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Immunology. 2017 Nov;152(3):462-471. doi: 10.1111/imm.12783. Epub 2017 Jul 27.

Artificial human antigen-presenting cells are superior to dendritic cells at inducing cytotoxic T-cell responses.

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Department of Basic Medicine, Huzhou University School of Medicine, Huzhou, Zhejiang, China.
Department of General Surgery, Sir Runrun Shaw Hospital, Zhejiang University School of Medicine, Hangzhou, Zhejiang, China.
Moores Cancer Center, University of California San Diego, La Jolla, CA, USA.
Department of Chronic Disease Epidemiology, Yale School of Public Health, Yale School of Medicine, Yale Cancer Center, New Haven, CT, USA.
Department of Clinical Medicine, Huzhou University School of Medicine, Huzhou, Zhejiang, China.
StemImmune Inc., San Diego, CA, USA.
Institute for Cancer Biology and Stem Cell Research, Huzhou University, Huzhou, Zhejiang, China.


Peptide recognition through the MHC class I molecule by cytotoxic T lymphocytes (CTLs) leads to the killing of cancer cells. A potential challenge for T-cell immunotherapy is that dendritic cells (DCs) are exposed to the MHC class I-peptide complex for an insufficient amount of time. To improve tumour antigen presentation to T cells and thereby initiate a more effective T-cell response, we generated artificial antigen-presenting cells (aAPCs) by incubating human immature DCs (imDCs) with poly(lactic-co-glycolic) acid nanoparticles (PLGA-NPs) encapsulating tumour antigenic peptides, followed by maturation with lipopolysaccharide. Tumour antigen-specific CTLs were then induced using either peptide-loaded mature DCs (mDCs) or aAPCs, and their activities were analysed using both ELISpot and cytotoxicity assays. We found that the aAPCs induced significantly stronger tumour antigen-specific CTL responses than the controls, which included both mDCs and aAPCs loaded with empty nanoparticles. Moreover, frozen CTLs that were generated by exposure to aAPCs retained the capability to eradicate HLA-A2-positive tumour antigen-bearing cancer cells. These results indicated that aAPCs are superior to DCs when inducing the CTL response because the former are capable of continuously presenting tumour antigens to T cells in a sustained manner. The development of aAPCs with PLGA-NPs encapsulating tumour antigenic peptides is a promising approach for the generation of effective CTL responses in vitro and warrants further assessments in clinical trials.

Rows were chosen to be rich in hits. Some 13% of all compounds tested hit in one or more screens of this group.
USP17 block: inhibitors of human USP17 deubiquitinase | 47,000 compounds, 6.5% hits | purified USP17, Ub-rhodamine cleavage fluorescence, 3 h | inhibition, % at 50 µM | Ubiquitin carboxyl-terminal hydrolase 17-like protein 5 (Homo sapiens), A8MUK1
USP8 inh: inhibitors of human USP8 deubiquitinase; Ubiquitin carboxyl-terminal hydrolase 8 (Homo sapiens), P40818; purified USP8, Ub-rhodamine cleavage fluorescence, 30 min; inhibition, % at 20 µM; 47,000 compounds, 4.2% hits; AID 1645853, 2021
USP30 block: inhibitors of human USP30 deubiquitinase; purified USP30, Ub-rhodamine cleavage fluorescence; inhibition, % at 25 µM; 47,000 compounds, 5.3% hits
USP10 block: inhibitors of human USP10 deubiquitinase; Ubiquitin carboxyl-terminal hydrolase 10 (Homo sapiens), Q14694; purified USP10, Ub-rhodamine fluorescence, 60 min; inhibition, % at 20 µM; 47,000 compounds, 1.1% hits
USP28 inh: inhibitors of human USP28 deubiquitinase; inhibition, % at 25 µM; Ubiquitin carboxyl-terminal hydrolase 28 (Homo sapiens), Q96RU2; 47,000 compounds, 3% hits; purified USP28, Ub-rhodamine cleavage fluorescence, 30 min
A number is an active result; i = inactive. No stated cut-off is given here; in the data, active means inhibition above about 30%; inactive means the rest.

artificial antigen-presenting cells; cytotoxic T lymphocytes; dendritic cells; peptide; poly(lactide-co-glycolide) acid

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